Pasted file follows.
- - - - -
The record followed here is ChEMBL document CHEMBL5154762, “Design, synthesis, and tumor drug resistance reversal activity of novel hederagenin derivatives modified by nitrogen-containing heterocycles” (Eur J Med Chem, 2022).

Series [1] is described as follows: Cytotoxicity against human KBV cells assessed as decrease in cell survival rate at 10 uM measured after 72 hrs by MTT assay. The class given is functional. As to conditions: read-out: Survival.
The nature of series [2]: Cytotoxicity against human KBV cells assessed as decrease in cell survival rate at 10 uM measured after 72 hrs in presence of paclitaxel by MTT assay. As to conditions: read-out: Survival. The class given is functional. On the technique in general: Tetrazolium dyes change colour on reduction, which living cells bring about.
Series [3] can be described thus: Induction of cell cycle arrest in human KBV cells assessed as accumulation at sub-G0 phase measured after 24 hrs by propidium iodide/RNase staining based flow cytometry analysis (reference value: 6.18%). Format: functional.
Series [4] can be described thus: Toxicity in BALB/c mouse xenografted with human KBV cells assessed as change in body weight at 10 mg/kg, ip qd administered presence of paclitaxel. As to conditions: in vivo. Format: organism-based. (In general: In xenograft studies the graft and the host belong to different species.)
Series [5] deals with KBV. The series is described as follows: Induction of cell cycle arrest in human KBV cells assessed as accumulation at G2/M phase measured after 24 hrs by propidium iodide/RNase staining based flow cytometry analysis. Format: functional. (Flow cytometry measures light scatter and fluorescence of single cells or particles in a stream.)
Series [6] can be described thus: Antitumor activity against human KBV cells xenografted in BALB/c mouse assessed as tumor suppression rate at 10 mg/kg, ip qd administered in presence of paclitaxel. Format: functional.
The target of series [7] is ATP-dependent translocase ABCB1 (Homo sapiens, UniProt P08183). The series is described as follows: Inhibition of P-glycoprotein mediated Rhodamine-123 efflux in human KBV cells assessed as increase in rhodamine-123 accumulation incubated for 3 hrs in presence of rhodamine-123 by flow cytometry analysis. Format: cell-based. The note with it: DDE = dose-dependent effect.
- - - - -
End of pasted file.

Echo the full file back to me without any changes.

The record followed here is ChEMBL document CHEMBL5154762, “Design, synthesis, and tumor drug resistance reversal activity of novel hederagenin derivatives modified by nitrogen-containing heterocycles” (Eur J Med Chem, 2022).

Series [1] is described as follows: Cytotoxicity against human KBV cells assessed as decrease in cell survival rate at 10 uM measured after 72 hrs by MTT assay. The class given is functional. As to conditions: read-out: Survival.
The nature of series [2]: Cytotoxicity against human KBV cells assessed as decrease in cell survival rate at 10 uM measured after 72 hrs in presence of paclitaxel by MTT assay. As to conditions: read-out: Survival. The class given is functional. On the technique in general: Tetrazolium dyes change colour on reduction, which living cells bring about.
Series [3] can be described thus: Induction of cell cycle arrest in human KBV cells assessed as accumulation at sub-G0 phase measured after 24 hrs by propidium iodide/RNase staining based flow cytometry analysis (reference value: 6.18%). Format: functional.
Series [4] can be described thus: Toxicity in BALB/c mouse xenografted with human KBV cells assessed as change in body weight at 10 mg/kg, ip qd administered presence of paclitaxel. As to conditions: in vivo. Format: organism-based. (In general: In xenograft studies the graft and the host belong to different species.)
Series [5] deals with KBV. The series is described as follows: Induction of cell cycle arrest in human KBV cells assessed as accumulation at G2/M phase measured after 24 hrs by propidium iodide/RNase staining based flow cytometry analysis. Format: functional. (Flow cytometry measures light scatter and fluorescence of single cells or particles in a stream.)
Series [6] can be described thus: Antitumor activity against human KBV cells xenografted in BALB/c mouse assessed as tumor suppression rate at 10 mg/kg, ip qd administered in presence of paclitaxel. Format: functional.
The target of series [7] is ATP-dependent translocase ABCB1 (Homo sapiens, UniProt P08183). The series is described as follows: Inhibition of P-glycoprotein mediated Rhodamine-123 efflux in human KBV cells assessed as increase in rhodamine-123 accumulation incubated for 3 hrs in presence of rhodamine-123 by flow cytometry analysis. Format: cell-based. The note with it: DDE = dose-dependent effect.